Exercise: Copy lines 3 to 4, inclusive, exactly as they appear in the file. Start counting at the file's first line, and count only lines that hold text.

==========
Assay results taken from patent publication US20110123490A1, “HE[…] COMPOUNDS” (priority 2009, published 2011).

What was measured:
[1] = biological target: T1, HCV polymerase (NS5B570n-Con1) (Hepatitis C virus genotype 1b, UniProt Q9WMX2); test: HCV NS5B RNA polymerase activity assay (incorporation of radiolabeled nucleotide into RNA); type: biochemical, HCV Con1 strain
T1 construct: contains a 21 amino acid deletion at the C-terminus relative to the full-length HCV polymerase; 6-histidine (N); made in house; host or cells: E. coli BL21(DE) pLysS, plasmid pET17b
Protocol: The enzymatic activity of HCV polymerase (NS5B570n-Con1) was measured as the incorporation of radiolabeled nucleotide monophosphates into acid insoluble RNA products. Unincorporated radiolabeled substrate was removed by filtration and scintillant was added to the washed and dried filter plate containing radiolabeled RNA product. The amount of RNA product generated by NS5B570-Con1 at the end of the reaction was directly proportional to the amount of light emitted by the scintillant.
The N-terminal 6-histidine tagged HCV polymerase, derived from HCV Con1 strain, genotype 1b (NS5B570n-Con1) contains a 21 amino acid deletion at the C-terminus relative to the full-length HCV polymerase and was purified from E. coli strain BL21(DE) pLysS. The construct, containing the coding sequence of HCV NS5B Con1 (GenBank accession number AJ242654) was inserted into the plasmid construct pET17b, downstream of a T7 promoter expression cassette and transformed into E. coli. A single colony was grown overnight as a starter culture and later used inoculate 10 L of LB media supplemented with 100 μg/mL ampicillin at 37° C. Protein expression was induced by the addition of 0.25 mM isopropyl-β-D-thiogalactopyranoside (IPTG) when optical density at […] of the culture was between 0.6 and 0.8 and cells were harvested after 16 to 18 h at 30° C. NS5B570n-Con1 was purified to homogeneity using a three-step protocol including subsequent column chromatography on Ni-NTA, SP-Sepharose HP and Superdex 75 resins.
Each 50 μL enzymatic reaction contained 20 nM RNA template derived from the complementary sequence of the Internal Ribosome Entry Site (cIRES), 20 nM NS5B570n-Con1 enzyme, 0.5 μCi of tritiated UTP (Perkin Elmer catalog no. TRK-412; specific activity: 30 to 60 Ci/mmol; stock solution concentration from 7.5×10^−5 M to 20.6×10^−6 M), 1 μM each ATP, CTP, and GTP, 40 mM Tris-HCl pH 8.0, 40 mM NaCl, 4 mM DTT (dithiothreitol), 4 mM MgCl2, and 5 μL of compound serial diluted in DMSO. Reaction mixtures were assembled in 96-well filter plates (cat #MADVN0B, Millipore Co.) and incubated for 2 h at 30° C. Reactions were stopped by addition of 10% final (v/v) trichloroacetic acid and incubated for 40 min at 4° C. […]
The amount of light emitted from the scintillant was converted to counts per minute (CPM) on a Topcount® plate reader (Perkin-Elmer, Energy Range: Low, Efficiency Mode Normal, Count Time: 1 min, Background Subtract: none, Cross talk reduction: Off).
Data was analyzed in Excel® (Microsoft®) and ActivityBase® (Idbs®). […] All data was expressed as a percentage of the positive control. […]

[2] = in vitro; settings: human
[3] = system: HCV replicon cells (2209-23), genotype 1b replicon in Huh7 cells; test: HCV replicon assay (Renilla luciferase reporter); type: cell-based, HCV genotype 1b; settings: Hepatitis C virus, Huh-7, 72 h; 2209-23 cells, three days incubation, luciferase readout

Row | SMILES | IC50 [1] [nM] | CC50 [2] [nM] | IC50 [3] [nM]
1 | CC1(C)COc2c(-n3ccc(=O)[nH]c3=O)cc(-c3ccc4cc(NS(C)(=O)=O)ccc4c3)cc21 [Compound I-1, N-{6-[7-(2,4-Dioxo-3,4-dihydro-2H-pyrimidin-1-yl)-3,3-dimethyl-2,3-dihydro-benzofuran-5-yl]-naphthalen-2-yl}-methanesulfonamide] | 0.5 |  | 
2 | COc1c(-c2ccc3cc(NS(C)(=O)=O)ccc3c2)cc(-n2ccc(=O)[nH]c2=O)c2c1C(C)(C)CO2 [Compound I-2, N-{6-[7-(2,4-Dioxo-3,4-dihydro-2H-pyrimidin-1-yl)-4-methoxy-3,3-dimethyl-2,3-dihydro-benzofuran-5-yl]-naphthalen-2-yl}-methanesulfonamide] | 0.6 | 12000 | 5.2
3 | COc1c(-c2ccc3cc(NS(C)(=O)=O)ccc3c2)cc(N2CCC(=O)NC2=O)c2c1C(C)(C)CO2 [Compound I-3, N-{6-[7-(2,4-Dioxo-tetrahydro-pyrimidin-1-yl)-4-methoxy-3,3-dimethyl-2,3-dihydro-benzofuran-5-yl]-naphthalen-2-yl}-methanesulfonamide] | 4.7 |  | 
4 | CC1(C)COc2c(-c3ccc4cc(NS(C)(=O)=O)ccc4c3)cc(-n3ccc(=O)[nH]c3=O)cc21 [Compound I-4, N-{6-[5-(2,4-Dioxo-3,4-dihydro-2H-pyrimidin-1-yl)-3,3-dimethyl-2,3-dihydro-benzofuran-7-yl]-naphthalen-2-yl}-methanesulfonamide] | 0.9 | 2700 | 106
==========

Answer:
[1] = biological target: T1, HCV polymerase (NS5B570n-Con1) (Hepatitis C virus genotype 1b, UniProt Q9WMX2); test: HCV NS5B RNA polymerase activity assay (incorporation of radiolabeled nucleotide into RNA); type: biochemical, HCV Con1 strain
T1 construct: contains a 21 amino acid deletion at the C-terminus relative to the full-length HCV polymerase; 6-histidine (N); made in house; host or cells: E. coli BL21(DE) pLysS, plasmid pET17b